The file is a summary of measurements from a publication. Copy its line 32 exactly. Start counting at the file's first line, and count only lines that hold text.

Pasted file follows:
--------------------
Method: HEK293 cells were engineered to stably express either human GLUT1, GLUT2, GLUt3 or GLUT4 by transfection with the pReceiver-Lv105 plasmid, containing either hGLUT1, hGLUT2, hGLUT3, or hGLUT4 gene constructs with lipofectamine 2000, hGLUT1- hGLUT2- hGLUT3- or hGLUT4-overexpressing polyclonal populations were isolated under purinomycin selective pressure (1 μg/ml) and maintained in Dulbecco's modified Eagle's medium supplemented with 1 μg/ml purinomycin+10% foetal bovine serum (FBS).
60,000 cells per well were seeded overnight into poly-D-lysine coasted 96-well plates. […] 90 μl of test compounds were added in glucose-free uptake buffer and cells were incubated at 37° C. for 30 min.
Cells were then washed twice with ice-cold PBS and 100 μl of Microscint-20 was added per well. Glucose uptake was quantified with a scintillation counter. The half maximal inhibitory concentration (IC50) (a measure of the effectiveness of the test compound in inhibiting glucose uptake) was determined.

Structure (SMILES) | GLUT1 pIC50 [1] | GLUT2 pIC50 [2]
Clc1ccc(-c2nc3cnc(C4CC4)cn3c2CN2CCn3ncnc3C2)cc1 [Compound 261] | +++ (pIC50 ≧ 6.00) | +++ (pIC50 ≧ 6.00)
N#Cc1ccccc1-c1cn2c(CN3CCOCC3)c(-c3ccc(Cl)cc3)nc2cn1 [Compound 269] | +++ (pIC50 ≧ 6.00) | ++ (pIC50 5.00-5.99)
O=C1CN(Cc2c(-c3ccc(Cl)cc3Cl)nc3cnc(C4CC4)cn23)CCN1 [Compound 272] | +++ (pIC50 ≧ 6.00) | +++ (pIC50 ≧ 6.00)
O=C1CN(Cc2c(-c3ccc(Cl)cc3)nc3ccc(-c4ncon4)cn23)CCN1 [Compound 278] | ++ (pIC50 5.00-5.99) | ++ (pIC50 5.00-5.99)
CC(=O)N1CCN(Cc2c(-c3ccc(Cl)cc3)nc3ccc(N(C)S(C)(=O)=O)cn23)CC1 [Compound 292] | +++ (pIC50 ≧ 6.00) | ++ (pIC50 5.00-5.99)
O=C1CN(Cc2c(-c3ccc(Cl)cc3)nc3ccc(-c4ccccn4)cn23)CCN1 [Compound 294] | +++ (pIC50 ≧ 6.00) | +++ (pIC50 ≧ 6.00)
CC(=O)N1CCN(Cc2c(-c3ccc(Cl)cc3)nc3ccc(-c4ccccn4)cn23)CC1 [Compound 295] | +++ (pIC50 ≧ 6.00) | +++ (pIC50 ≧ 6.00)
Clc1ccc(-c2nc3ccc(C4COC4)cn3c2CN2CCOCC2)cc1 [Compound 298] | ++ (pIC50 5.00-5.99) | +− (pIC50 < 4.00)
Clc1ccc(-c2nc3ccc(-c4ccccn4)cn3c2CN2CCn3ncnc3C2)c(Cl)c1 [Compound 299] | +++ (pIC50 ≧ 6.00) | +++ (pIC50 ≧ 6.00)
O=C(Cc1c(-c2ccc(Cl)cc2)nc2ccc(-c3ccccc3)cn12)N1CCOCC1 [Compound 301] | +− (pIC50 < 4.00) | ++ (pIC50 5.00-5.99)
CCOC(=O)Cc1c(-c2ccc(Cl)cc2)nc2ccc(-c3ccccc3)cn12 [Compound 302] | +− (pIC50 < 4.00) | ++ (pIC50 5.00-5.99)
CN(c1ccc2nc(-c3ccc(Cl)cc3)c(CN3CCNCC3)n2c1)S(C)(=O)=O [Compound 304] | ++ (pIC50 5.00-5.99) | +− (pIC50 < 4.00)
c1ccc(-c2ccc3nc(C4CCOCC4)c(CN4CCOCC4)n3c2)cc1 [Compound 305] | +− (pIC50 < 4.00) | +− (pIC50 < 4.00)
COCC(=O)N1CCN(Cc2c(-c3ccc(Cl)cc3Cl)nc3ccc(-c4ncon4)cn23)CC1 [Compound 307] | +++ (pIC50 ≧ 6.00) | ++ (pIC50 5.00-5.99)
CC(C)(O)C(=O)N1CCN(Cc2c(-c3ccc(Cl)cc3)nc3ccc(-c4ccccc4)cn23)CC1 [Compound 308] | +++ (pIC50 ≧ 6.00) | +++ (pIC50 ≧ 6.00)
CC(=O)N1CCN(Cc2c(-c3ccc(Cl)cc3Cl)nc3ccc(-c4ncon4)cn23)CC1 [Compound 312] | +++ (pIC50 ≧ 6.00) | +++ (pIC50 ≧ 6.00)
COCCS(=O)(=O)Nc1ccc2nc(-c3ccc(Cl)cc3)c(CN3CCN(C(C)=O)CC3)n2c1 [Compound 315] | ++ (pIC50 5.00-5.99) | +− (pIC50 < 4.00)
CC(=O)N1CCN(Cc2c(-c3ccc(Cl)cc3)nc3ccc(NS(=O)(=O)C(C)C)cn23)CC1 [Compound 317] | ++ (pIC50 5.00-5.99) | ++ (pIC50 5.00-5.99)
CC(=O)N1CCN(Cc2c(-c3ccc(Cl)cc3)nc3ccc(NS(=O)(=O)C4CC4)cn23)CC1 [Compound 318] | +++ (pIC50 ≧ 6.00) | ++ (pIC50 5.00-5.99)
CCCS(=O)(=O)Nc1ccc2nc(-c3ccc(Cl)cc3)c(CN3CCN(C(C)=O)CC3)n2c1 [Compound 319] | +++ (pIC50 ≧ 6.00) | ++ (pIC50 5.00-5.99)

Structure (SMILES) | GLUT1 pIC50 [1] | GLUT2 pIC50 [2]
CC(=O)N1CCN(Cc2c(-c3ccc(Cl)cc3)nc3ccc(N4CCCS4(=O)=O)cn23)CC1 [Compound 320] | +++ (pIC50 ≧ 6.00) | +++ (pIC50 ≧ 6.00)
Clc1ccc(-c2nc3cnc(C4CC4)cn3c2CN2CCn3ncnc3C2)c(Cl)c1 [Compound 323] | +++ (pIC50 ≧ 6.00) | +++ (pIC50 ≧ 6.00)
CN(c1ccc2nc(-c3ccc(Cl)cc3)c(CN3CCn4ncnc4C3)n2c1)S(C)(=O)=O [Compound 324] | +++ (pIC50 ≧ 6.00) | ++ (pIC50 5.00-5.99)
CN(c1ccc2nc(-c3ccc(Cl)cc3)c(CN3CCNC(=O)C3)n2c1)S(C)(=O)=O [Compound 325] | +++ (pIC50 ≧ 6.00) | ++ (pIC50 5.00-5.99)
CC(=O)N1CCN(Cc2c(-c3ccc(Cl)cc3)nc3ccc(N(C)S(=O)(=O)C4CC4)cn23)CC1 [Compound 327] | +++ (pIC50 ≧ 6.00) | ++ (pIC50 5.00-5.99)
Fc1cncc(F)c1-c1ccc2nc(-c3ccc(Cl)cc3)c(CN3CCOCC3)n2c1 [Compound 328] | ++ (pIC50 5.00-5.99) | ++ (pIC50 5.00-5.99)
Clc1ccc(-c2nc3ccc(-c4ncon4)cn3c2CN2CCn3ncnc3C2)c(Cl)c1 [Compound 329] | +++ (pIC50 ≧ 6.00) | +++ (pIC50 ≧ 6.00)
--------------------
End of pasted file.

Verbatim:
Clc1ccc(-c2nc3ccc(-c4ncon4)cn3c2CN2CCn3ncnc3C2)c(Cl)c1 [Compound 329] | +++ (pIC50 ≧ 6.00) | +++ (pIC50 ≧ 6.00)